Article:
New joint laboratory to address global water pollution, management issues
In an effort to address global water pollution and supply issues, the Desert Research Institute and Nevada Center of Excellence have partnered with China's Hohai University, the country's foremost water research university.
LAS VEGAS, NV, Sept. 24, 2014 -- In an effort to address global water pollution and supply issues, the Desert Research Institute (DRI) and the Nevada Center of Excellence have partnered with China's Hohai University, the country's foremost water research university. The new collaboration will develop a joint-international laboratory that will facilitate faculty and student exchanges; water resources management and training; and water pollution monitoring and mitigation.
The new laboratory will focus on innovative scientific research to rehabilitate and sustain some of China's most polluted watersheds. Hohai University, established in 1915, has more than 30,000 degree-seeking students and 3,000 staff members. With campuses in Nanjing, Jiangning and Changzhou, it serves as one of China's leading academic research institutions.
In August, DRI President Dr. Steve Wells and Hohai University President Xu Hui signed a memorandum of understanding (MOU) outlining the objectives of the expanded partnership in the city of Nanjing, China. The DRI delegation to China, headed by Wells, included DRI research professor and the new lab's co-director Kumud Acharya, Ph.D. and Kenneth Ladd, vice chairman of the Nevada Center of Excellence.
The partnership's main objectives include identifying shared top-level hydrology and water resource research foci of scientific and strategic importance; the application of joint research funding within China and the U.S.; and the development of a world-class research team from Hohai University and the Desert Research Institute.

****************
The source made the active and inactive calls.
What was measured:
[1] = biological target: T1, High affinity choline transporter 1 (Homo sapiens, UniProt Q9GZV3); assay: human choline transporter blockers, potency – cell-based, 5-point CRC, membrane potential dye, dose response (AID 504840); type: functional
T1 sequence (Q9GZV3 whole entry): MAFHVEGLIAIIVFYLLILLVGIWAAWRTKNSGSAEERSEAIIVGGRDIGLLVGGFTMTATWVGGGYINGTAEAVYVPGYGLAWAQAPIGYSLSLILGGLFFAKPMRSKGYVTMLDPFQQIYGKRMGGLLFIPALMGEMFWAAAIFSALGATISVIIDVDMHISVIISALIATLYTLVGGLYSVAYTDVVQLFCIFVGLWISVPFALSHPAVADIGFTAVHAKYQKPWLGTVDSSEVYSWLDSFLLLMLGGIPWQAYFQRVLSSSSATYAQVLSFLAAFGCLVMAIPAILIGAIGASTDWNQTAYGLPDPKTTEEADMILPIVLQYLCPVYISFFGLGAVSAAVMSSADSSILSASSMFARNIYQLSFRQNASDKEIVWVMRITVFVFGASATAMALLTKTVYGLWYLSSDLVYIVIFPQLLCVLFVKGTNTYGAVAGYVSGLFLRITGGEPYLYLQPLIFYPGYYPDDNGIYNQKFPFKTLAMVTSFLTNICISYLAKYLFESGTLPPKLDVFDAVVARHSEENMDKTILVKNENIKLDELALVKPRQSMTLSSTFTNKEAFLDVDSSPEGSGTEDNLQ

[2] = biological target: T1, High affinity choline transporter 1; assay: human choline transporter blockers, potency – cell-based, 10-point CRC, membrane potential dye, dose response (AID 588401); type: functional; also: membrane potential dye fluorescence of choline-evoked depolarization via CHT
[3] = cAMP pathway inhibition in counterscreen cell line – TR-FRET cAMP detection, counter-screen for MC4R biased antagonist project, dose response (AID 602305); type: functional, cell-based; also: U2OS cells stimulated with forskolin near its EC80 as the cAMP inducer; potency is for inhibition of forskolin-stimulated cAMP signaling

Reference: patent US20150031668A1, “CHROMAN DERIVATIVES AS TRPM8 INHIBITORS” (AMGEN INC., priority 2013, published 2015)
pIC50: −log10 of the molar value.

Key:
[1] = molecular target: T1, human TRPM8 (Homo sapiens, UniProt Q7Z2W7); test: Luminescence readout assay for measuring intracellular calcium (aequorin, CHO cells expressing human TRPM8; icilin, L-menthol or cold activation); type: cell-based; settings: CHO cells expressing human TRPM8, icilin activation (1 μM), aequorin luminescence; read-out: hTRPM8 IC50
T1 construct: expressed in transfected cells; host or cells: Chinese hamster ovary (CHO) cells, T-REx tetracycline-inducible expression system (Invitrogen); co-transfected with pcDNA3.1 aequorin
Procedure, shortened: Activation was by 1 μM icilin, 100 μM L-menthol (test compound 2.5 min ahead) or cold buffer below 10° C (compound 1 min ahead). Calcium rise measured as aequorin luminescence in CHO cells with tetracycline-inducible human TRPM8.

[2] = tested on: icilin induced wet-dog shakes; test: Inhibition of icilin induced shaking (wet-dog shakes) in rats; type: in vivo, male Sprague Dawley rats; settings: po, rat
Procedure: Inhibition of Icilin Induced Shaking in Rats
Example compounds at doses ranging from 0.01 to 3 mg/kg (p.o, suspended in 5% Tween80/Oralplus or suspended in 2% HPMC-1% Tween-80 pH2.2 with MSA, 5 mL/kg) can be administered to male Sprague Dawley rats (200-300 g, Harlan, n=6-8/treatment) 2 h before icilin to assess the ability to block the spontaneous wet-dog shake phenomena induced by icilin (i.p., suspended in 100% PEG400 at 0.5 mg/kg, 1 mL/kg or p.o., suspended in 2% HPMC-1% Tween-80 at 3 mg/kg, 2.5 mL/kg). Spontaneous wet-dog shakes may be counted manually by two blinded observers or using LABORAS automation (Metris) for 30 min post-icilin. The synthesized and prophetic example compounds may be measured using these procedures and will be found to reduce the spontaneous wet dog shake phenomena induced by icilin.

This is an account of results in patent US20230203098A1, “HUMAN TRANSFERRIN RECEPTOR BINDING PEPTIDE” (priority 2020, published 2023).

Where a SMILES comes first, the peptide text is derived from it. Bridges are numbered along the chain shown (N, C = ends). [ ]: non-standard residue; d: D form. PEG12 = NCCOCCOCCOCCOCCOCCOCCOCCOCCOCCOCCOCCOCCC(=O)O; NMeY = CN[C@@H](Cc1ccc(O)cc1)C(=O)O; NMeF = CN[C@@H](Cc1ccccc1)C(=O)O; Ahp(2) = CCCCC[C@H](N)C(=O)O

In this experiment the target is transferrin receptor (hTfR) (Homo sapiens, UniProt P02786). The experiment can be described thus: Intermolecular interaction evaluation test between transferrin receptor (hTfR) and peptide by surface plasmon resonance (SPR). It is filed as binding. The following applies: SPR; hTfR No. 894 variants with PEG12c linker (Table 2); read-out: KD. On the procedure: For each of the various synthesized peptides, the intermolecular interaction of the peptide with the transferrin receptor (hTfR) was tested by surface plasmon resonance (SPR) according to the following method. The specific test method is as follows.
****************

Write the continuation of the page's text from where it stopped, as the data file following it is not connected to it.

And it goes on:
In support of developing a talent exchange between China and the U.S., the partnership includes the annual exchange of three to six academic personnel and the implementation of shared laboratories to facilitate research. It also includes the joint organization of workshops, symposia, international conferences, and publications.
"Our initial work will expand the algae bloom research we have done on Lake Taihu, China's largest freshwater lake, and the Yangtze River Delta," said Acharya, "This heavily-polluted region of Eastern China serves as the ideal test-bed for implementation of innovative technologies and water management practices that can then be applied across the globe.”
For more than two decades, Lake Taihu has been stricken with toxic blue-green algae (cyanobacteria) blooms that have jeopardized the drinking water supply of more than 20 million people. The once stable watershed is now home to over 40 million people and serves as the literal "canary in the coal mine" related to China's dramatic economic and population growth, Acharya explained.
Through the engagement of a shared laboratory at DRI and Hohai, the research scientists will broaden the impact of their work throughout Southeast Asia and the U.S., using the joint laboratory to research water management practices for watersheds affected by dramatic population growth and urban development.
“We believe that this collaboration will allow us to build a team of world-class researchers from both institutes to solve urgent problems on water pollution and management -- not only in China but all over the world,” said Hohai University President Xu Hui.
About the Desert Research Institute
DRI, the nonprofit research campus of the Nevada System of Higher Education, strives to be the world leader in environmental sciences through the application of knowledge and technologies to improve people’s lives throughout Nevada and the world. For more information, visit www.dri.edu.
About the Nevada Center of Excellence
With world-renowned experts at the helm, Nevada's Water Center of Excellence is a resource for global and municipal water management and sustainability in the Southwestern United States and across the globe. Nevada's Water COE is a public-private sector joint venture that was built on computing technology, a shared infrastructure and a common set of resources. The COE leverages the expertise of premier hydrologic science and technology institutions to deliver services in water resource management and big data analytics. For more information, visit www.nevadacoe.org.